I'm not sure if it's just the Saskatoon office, but it seems like someone asked,more... "how do we make more money?" and the easiest most basic answer they came up with was "make sure our employees are chargeable all the time." This will make the company money, yes, but it does not add value. There will soon come a time when they can't compete because while being cheap, all their staff is under-trained, and under-experienced.less
Good benefits package and decent salary for the work I was doing.
Young engineers and technicians are leaving the company, there are no opportunities for them to advance in the near future.
Senior Groundwater Scientist (Former Employee) – Calgary, AB – 2 March 2016
Golder is a good place to work, particularly for ambitious younger professionals. The company culture was the strongest advantage of the company for me when I started, but it is mostly gone now. It is still not the soul-grinding chaos of some other consulting firms I have worked with, but lacks flexibility and support for non-linear thinking, as most large companies do. At least in some offices, they have suffered in the oil slump, with many layoffs and morale problems. The compensation and benefits are good, and advancement (see ambitious younger professionals, above) can be good. Management works hard at keeping the company afloat, and I am impressed with the new CEO. Work-life balance is often addressed in communications, but in practice there is an unwritten expectation to tip that balance far over to the work side. The HSE culture is somewhat punitive. I would work there again.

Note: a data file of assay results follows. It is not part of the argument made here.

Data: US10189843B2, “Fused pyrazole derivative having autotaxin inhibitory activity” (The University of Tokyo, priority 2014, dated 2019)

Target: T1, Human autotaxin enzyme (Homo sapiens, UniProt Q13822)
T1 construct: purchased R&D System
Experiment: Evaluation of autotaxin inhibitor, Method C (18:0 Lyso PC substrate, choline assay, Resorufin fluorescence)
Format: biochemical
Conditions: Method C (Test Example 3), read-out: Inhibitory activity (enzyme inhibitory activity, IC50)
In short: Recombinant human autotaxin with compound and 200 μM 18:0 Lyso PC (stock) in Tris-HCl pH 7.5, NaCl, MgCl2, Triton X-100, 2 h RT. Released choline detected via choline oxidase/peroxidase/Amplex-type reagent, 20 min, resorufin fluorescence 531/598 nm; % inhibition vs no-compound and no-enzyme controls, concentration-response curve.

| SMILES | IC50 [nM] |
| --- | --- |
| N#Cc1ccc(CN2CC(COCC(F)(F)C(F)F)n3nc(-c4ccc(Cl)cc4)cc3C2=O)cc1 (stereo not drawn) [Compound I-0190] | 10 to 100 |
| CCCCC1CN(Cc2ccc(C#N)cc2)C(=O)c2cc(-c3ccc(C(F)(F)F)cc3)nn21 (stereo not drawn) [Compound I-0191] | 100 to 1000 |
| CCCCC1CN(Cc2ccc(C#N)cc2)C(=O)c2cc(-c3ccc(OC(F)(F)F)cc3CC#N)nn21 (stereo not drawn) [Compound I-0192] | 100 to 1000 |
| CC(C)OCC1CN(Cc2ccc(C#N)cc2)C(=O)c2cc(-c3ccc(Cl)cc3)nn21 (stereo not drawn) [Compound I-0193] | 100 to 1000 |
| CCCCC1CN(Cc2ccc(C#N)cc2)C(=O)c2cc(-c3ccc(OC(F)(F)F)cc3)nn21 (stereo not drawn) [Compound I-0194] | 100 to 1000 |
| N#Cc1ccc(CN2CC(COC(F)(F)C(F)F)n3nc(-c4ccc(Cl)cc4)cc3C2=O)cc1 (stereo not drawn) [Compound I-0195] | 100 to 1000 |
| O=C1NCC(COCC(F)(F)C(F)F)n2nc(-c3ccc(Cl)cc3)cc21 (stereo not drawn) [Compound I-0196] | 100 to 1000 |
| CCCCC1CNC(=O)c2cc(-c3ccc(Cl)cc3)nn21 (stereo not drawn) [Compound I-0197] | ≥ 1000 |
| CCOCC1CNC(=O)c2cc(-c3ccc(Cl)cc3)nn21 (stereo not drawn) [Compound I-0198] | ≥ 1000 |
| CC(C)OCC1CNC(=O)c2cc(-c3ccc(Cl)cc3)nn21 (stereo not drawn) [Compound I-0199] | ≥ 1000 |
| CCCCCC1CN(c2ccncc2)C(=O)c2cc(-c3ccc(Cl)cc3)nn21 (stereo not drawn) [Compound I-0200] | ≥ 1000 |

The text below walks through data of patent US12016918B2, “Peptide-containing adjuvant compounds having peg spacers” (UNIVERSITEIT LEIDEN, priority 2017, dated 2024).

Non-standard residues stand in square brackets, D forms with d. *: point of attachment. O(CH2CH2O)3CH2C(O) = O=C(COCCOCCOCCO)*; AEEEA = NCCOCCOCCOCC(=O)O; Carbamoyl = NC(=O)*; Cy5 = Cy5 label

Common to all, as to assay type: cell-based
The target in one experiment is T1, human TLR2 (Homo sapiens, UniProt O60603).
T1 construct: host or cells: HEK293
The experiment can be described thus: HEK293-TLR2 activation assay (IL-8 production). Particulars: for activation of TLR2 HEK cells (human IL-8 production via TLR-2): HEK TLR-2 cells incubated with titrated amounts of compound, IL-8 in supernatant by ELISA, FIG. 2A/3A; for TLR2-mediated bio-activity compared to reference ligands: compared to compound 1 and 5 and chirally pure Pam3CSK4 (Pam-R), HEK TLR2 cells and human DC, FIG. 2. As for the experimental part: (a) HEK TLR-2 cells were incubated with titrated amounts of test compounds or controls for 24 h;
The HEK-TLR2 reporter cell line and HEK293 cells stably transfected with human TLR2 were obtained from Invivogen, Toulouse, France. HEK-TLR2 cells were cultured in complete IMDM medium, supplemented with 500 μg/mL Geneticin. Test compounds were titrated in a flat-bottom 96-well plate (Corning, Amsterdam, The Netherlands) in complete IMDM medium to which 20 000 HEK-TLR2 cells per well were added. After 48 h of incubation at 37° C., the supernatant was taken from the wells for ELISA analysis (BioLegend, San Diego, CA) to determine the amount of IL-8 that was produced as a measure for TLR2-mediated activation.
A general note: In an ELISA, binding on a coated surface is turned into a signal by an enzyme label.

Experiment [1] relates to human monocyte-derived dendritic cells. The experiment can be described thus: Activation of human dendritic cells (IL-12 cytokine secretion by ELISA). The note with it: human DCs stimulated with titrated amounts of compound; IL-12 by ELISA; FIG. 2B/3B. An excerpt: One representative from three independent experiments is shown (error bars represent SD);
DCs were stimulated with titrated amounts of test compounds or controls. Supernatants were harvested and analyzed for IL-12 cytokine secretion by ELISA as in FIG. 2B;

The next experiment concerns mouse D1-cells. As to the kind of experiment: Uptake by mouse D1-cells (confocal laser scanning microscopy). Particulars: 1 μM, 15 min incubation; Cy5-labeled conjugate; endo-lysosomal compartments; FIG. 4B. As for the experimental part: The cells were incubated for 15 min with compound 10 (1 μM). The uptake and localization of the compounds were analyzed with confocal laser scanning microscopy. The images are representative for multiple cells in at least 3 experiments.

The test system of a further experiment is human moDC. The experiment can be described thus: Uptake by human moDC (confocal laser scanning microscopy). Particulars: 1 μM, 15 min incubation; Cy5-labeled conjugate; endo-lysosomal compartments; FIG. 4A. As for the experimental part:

Compensation/Benefits; Global Network; Respected Company
Air Quality Intern (Former Employee) – Mississauga, ON – 29 January 2016
• Analysis of manufacturing operations to understand their processes to model air emissions and performance; • Prepared Environmental Compliance Approvals (ECA) as well as Emission Summary and Dispersion Modeling (ESDM) reports for mines and other industrial operations; and, • Incorporated the Ontario Ministry of Environment Climate Change (MOECC) technical guidance documents and US EPA Air Pollution-42 Emission Factors to calculate emission rates and prepare emission Inventories for various manufacturing and industrial processes.
accounts receivable clerk (Former Employee) – Mississauga, ON – 11 January 2016
Very friendly work environment where you feel a sense of belonging. Employees work as a team and the management interacts freely with junior staff and consultation between management and other staff is the norm, I love the place
Application Specialist (Former Employee) – Calgary, AB – 26 December 2015
Tough to fault since the axe fell pretty quickly once the economy began to suffer. Cutting front line employees didn't seem like the best idea to make up multi million dollar shortfalls but that happens when the "old boys club" makes the decisions.